Geometric shapes, like the trapezoid, are all around us. Learning to work with these shapes will open doors for us in our studies as well as helping us to understand the world around us.

Let's start with finding the area of a trapezoid, one of the most important fundamental exercises.

Let's start at the beginning - What is a trapezoid?

A trapezoid is a quadrilateral that has one pair of parallel sides, which are called bases.

There are several types of trapezoids, like the isosceles trapezoid (whose non-parallel sides have the same length, and their diagonals are equal), and the rectangular trapezoid (which has one side perpendicular to its bases).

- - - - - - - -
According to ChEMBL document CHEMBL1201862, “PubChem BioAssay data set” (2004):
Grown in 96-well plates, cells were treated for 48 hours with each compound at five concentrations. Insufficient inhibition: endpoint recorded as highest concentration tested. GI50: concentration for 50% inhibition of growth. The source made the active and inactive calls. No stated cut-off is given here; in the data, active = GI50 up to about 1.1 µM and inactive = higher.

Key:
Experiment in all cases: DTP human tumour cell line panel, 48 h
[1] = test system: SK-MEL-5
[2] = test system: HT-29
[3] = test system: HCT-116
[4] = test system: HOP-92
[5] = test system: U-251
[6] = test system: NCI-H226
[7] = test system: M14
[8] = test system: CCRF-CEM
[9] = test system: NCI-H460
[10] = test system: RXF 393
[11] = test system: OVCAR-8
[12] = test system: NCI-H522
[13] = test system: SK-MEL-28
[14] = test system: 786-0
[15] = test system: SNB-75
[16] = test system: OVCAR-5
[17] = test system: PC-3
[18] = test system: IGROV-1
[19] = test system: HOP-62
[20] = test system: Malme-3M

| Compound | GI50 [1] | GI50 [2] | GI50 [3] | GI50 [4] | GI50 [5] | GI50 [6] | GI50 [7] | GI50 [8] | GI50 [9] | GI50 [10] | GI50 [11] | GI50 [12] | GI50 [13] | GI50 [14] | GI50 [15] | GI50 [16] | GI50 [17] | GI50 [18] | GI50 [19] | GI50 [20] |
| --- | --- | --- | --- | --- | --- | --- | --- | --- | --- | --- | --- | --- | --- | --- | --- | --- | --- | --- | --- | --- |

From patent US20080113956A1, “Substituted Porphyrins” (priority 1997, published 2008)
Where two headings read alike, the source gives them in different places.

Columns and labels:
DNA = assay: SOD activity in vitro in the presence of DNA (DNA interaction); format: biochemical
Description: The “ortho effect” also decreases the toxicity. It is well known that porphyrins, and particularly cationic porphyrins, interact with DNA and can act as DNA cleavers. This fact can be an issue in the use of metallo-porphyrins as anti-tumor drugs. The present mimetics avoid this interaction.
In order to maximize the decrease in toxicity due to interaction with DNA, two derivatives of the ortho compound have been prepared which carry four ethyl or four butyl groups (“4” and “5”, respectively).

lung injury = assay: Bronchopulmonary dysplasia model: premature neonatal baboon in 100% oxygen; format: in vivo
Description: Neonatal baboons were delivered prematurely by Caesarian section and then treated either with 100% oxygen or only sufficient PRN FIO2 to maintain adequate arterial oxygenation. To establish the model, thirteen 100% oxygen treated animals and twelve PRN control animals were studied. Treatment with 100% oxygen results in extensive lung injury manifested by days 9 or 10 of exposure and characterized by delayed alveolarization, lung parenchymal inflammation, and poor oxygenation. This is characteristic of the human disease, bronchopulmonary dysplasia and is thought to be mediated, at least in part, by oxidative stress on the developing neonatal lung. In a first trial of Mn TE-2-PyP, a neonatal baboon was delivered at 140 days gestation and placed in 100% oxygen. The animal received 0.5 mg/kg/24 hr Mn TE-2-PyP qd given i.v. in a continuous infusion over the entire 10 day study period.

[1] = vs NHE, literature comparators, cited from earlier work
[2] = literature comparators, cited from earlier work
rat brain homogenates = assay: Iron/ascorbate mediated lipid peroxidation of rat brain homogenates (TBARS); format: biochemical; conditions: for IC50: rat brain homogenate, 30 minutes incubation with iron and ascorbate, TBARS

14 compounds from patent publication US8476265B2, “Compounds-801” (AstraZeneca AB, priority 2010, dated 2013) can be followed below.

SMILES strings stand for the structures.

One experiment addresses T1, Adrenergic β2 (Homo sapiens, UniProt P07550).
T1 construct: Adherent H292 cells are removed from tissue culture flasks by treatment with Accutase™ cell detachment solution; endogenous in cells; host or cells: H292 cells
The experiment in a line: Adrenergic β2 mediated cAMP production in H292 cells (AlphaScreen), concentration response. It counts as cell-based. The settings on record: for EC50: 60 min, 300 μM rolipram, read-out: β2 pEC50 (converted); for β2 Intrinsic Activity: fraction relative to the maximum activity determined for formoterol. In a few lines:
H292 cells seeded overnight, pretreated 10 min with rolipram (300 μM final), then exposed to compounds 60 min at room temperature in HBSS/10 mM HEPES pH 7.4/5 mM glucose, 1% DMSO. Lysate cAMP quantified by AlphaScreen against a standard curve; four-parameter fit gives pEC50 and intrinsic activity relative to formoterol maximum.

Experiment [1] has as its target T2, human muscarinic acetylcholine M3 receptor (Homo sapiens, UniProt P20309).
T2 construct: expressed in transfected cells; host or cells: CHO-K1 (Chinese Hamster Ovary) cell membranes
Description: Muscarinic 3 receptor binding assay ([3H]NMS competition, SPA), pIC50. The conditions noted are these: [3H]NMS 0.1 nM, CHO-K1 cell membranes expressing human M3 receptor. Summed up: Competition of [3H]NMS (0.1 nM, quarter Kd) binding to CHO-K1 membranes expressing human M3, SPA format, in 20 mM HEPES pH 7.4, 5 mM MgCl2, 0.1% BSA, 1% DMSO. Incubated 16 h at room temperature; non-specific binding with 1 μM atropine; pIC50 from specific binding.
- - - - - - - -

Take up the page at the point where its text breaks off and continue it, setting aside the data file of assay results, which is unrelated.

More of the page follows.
Some quadrilaterals are often confused with the trapezoid, such as the parallelogram. However, the parallelogram has two pairs of parallel sides while the trapezoid has only one pair of parallelsides.

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Suppose we have a trapezoid that is not isosceles (its non-parallel sides are not equal), and that has the following values:

The length of the base starting at vertex $A$ and ending at vertex $B$ is $6~cm$.

The length of the base starting at vertex $D$ and ending at vertex $C$ is $10~cm$.

The height (represented by the letter $h$) is $4~cm$.

The sum of the bases is

$16$$(6+10)$.

Then we multiply this sum by the height$\left(16\times4\right)$, which equals $64$.

Finally, we divide $64$ by $2$. We will get $32$.

Therefore, the area of the trapezoid is$32~cm²$ square centimeters.

$32=\frac{(6+10)\times 4}{2}$

Example 3 - area of a rectangular trapezoid